I was trimming to length before resizing. I think this may be the culprit? I now have 100 brass that I have resized then trimmed. I also now have a lyman case gauge.I plan to load these 100 rounds this weekend.I will give a report shortly thereafter. I would like to thank each and every one of you for the replies,I greatly appreciate it.
 

· Devil Dog
Joined
·
702 Posts
Discussion Starter · #11 ·
Right! That would leave the neck too long and could lead to some kind of jam. The case gauge will be a big help.

Richard
I just loaded 15 rounds with the newly,correctly, prepped brass. They fit in the case gauge,but not flush,and they do not drop freely when turning the gauge over. This is likely from not being correctly resized? I wouldnt think that length would be the issue,but I'm a rifle newb.
 

· Registered
Joined
·
10,030 Posts
I just loaded 15 rounds with the newly,correctly, prepped brass. They fit in the case gauge,but not flush,and they do not drop freely when turning the gauge over. This is likely from not being correctly resized? I wouldnt think that length would be the issue,but I'm a rifle newb.
If the base of the case isn't between the two levels on the case gauge (it does have 2 levels, right?) then your sizing die isn't adjusted properly. Dragging a single-edge razor blade across the levels and brass will make it easy to see when the base is in the proper location.

There's only 0.007" tolerance on the location of the datum on the shoulder. That's less than 2 thicknesses of ordinary printer paper:

http://www.saami.org/pubresources/cc_drawings/Rifle/223 Remington.pdf

If the case is extended, you need to set the die lower. The shoulder is too far forward. In most cases, the die is designed such that the die and shellholder need to touch at the bottom of the stroke. Maybe even just a bit more than 'touch', the press itself should 'cam over' slightly such that ALL of the slack is taken out of the mechanism.

I don't know which die you are using and that's kind of important. Maybe not to me because I am not a die expert but to some of the fellows around here.

Some folks like to use a small base die because it sizes the case just a wee bit smaller down around the base. Other folks would rather not overwork the brass. It's really important that ammo for gas guns feed correctly. The last thing we need is an out-of-battery discharge. Or a slam-fire from a high primer.

ETA: There must be some reason that the small base die was invented!

Richard
 

· Registered
Joined
·
66 Posts
Richard, I actually case gauge all my prepped brass before reloading. I have had some stuck cases in the past and some just don't resize enough for my rifle and I use a Small base RCBS die. I think that is a result of range pick up and a tight chamber in my Stag 3G. If they fit the case gauge I haven't had a problem. I use the EGW once with 7 holes.
 

· Devil Dog
Joined
·
702 Posts
Discussion Starter · #14 ·
If the base of the case isn't between the two levels on the case gauge (it does have 2 levels, right?) then your sizing die isn't adjusted properly. Dragging a single-edge razor blade across the levels and brass will make it easy to see when the base is in the proper location.

There's only 0.007" tolerance on the location of the datum on the shoulder. That's less than 2 thicknesses of ordinary printer paper:

http://www.saami.org/pubresources/cc_drawings/Rifle/223 Remington.pdf

If the case is extended, you need to set the die lower. The shoulder is too far forward. In most cases, the die is designed such that the die and shellholder need to touch at the bottom of the stroke. Maybe even just a bit more than 'touch', the press itself should 'cam over' slightly such that ALL of the slack is taken out of the mechanism.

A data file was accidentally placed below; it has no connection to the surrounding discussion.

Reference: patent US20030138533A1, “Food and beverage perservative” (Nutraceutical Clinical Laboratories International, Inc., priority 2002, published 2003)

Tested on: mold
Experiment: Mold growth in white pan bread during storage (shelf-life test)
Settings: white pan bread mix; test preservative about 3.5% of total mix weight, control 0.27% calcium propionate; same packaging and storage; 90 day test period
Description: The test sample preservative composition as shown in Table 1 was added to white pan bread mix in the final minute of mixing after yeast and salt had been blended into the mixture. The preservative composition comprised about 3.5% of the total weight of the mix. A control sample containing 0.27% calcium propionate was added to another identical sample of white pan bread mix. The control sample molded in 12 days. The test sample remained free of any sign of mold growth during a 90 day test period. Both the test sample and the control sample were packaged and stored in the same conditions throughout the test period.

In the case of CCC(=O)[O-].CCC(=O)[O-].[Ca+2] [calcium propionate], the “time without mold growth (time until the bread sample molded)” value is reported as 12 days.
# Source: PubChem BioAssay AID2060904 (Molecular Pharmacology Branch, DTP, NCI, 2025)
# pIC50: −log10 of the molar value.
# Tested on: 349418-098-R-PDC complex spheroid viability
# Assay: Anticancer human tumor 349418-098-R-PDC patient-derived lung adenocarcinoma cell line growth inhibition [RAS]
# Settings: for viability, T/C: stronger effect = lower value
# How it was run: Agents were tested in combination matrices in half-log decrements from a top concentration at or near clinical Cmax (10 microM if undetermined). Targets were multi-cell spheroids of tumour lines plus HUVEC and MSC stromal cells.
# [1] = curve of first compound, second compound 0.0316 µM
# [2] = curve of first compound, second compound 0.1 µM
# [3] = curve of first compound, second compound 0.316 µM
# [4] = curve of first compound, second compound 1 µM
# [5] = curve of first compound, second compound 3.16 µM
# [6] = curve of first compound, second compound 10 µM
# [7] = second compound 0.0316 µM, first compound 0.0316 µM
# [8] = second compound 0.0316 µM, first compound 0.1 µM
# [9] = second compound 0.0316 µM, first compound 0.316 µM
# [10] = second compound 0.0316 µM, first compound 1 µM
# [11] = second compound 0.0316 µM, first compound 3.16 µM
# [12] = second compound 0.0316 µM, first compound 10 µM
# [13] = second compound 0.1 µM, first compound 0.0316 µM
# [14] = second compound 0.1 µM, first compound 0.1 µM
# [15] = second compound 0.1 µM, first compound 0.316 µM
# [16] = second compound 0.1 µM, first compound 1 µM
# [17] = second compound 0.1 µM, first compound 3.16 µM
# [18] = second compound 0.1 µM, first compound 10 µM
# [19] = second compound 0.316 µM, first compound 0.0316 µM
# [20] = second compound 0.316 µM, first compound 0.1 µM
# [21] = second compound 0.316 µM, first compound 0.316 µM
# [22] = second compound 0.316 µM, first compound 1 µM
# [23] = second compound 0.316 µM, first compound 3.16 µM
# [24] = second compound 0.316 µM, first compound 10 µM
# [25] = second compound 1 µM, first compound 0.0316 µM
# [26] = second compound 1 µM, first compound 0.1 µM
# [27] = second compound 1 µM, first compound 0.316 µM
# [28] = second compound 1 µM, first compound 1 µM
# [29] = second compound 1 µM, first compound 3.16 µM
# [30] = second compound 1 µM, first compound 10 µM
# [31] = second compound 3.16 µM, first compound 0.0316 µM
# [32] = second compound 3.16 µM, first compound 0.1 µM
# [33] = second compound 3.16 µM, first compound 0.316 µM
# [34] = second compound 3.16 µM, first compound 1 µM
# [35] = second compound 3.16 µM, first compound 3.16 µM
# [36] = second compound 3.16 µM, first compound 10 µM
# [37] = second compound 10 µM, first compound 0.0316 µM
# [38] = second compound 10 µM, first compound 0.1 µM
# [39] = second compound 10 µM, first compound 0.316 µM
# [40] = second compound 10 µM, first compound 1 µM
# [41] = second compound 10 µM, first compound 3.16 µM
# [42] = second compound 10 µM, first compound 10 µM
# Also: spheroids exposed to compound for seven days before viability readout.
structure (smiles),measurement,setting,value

I don't know which die you are using and that's kind of important. Maybe not to me because I am not a die expert but to some of the fellows around here.

Some folks like to use a small base die because it sizes the case just a wee bit smaller down around the base. Other folks would rather not overwork the brass. It's really important that ammo for gas guns feed correctly. The last thing we need is an out-of-battery discharge. Or a slam-fire from a high primer.

ETA: There must be some reason that the small base die was invented!

Richard

Yes,my gauge does have 2 levels.I am using a Lee resizing die.I just checked my die and it wasn't down enough to touch the shell plate. I just adjusted it so that it was a tad more than just touching,I'm going to resize a few now and see if that helps.
 

· Registered
Joined
·
10,030 Posts
Yes,my gauge does have 2 levels.I am using a Lee resizing die.I just checked my die and it wasn't down enough to touch the shell plate. I just adjusted it so that it was a tad more than just touching,I'm going to resize a few now and see if that helps.
It only counts if it is a tad more touching while actually resizing a case. It's surprising how much deflection there can be in presses.

Richard
 

· DEPLORABLE ME!
Joined
·
12,204 Posts
Are you cleaning your primer pockets?
 

· Ninja
Joined
·
2,786 Posts
You need to be sure you bump your shoulder back a touch.

Remember, gauges might not be an exact copy of your chamber. In fact, I think gauges are the devil.

Just use your chamber. It is the most accurate gauge you can use.
 

· Registered
Joined
·
2,024 Posts
I suspect the two problems are separate issues.

The failure to fire problem is probably primers not fully seated. That's why they fire on the second try.

The stuck case is very likely brass not fully sized. Be sure the die is down where it should be. It sounds like it's almost there, because you only notice it when you happen to have a FTF and need to pull the charging handle back. If you never have a FTF, you'd probably never notice the sizing issue, because the case extracts/ejects just fine when it fires and the bolt cycles normally.
 
1 - 18 of 18 Posts
This is an older thread, you may not receive a response, and could be reviving an old thread. Please consider creating a new thread.
Top